perhaps a first approximate solution. This opinion found expression fully at the meeting of the British Association at Southport in 1903. Sir Norman Lockyer, director of the Solar Physics Observatory, South Kensington, read a report giving a summary of the results of previous investigations in "Simultaneous Solar and Terrestrial Changes to Section A The reasons for this very partial success are almost of the British Association. The members of the self-evident, and are due to the complexity of the International Meteorological Committee present at the problems presented by the movements of the atmo- meeting joined in the discussion, and it was decided sphere, more especially as modified by the presence that the time had arrived for joint and concerted of very varying amounts of aqueous vapour, the action. A commission to act as a subcommittee of the result of the processes of evaporation and conden- International Meteorological Committee was formed sation. The effects of the solar variation on the to discuss meteorological observations from the point earth's atmosphere are, in fact, distributed and mani- of view of their connection with magnetism and solar fested in very varying proportion between the physics. The commission held several meetings at different elements of observation, and the direct effect Cambridge in 1904 during the British Association of a solar variation on one element may be followed week. Several additional members were added to the by an opposite effect due to variation of another commission, which now includes the names of the leadelement, so that the final result may be opposite in ing authorities in the three associated branches of character to the initial effect. Thus an increase of science. solar radiant energy would, if there were no increase of aqueous vapour amount, cloud or air movement, undoubtedly increase pressure and temperature. these changes, however, give rise to increased vertical and horizontal movement, it is possible that as a later result pressure probably, and temperature possibly, might both be decreased below their original or normal level, and hence that the observed change might be the opposite to that of the direct effect of the original variation. Also there is another source of difficulty in this branch of the inquiry, due to the fact that in the case of some of the elements of observation a positive variation over a considerable area of the earth's surface must necessarily be accompanied with a negative variation of corresponding amount in some other region as part and parcel of the total change. The changes in these elements, taken over the earth's surface, must either be completely compensatory, as is probably the case for pressure, or partially compensatory, as is undoubtedly the case for rainfall.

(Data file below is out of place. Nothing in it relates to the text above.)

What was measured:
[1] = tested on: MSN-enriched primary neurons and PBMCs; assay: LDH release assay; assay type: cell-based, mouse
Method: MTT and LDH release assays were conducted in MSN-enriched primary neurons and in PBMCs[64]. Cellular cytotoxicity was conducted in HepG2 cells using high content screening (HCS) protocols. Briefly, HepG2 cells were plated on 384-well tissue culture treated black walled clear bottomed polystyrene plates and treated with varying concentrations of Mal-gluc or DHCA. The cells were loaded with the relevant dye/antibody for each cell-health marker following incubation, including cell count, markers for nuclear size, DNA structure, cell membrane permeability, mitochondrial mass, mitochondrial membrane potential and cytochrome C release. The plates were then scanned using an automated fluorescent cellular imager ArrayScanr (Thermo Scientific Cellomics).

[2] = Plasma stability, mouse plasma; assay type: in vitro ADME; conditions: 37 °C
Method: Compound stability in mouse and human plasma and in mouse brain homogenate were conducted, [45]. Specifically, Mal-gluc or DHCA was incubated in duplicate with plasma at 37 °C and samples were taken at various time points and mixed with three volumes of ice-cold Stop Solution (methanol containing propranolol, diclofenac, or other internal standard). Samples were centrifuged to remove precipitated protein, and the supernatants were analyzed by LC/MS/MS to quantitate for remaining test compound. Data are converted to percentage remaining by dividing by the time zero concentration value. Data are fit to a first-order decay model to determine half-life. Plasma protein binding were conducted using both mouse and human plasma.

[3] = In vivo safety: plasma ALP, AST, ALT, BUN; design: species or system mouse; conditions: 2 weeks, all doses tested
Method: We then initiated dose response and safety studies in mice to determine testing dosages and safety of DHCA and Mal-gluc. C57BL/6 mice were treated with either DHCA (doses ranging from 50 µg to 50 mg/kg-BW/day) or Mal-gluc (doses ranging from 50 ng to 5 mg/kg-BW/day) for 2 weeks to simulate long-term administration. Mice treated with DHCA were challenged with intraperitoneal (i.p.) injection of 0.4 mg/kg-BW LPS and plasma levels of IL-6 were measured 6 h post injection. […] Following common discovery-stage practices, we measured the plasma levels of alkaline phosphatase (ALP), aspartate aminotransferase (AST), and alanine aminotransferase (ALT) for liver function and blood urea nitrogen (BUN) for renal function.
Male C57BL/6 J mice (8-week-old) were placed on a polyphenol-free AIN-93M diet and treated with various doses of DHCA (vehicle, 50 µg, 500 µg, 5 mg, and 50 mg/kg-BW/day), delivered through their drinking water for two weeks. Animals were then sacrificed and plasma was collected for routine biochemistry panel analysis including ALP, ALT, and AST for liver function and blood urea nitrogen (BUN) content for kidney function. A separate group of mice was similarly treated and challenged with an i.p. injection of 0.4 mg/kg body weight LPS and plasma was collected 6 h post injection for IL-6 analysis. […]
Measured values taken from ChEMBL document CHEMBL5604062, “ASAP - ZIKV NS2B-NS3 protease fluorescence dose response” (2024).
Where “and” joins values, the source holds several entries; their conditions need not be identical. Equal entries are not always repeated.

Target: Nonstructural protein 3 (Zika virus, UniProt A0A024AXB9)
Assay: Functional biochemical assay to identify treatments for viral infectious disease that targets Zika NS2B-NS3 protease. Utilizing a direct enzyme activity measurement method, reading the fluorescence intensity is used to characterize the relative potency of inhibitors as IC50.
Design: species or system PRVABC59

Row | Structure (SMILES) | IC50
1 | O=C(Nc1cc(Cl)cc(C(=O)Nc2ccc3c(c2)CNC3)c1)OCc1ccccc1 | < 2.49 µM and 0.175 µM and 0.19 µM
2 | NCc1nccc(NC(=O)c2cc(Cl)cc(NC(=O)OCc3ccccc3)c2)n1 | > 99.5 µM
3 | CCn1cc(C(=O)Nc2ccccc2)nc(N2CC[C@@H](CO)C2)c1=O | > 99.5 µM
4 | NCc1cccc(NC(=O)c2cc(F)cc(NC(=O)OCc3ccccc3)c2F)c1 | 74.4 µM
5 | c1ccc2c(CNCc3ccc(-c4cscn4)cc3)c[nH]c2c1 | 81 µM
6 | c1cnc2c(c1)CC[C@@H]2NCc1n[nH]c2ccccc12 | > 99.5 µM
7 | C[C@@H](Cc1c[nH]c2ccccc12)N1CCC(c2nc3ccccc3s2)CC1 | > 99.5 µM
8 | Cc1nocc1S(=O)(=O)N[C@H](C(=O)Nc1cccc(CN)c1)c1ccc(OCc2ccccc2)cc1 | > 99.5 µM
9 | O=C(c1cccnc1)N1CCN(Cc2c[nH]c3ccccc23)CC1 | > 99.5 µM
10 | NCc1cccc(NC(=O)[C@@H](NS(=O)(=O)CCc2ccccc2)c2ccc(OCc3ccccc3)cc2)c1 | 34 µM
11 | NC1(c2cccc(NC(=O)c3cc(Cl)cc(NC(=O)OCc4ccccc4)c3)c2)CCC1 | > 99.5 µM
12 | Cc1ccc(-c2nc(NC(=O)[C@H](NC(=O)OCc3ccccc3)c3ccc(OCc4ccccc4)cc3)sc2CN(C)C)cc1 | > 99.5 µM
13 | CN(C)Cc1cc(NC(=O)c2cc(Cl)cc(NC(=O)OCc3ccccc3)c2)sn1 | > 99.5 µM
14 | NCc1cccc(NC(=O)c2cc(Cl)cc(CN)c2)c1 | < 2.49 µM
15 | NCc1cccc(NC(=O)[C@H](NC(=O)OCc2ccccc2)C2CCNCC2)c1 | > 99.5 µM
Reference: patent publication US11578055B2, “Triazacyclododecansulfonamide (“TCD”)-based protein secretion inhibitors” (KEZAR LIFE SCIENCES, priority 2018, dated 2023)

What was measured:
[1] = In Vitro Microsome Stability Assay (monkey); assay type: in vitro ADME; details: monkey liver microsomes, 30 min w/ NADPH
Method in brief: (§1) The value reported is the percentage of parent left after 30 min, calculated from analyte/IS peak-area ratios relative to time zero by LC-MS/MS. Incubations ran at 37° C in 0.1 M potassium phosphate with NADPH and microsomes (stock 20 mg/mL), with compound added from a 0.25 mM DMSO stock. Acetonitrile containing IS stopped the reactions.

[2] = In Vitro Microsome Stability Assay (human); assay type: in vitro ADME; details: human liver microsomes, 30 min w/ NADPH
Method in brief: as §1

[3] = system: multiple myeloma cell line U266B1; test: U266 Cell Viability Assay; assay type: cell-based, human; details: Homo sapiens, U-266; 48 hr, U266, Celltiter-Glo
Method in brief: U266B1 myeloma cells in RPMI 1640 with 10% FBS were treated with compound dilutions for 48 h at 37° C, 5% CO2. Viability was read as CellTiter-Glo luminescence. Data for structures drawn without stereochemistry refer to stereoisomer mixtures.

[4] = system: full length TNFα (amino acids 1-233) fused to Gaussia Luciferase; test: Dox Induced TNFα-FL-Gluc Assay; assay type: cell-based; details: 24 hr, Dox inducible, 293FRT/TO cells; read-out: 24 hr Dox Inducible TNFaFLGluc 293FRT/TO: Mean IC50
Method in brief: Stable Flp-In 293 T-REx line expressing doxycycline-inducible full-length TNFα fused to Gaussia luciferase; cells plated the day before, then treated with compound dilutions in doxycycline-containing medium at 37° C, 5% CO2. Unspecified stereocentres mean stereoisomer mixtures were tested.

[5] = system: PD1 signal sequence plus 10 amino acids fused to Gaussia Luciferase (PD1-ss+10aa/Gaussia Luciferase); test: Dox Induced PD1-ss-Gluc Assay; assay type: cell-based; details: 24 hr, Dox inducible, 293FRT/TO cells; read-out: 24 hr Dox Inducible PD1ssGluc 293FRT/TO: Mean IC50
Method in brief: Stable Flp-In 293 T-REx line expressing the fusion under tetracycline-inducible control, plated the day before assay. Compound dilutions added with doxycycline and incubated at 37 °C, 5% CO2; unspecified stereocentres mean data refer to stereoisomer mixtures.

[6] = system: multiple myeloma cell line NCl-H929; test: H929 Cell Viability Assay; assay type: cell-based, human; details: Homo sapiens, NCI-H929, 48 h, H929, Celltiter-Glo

It is also necessary to bear in mind that the instrumental appliances for magnetical and meteorological observations are of very different orders of exactness. Magnetic instruments, more especially those for continuous autographic registration, are of great delicacy. Meteorological instruments are, on the other hand, much less delicate, and the most important of all from certain points of view, viz. the instruments for registering the direction and rate of air movement, are especially coarse, and their individual observations are necessarily affected with large errors.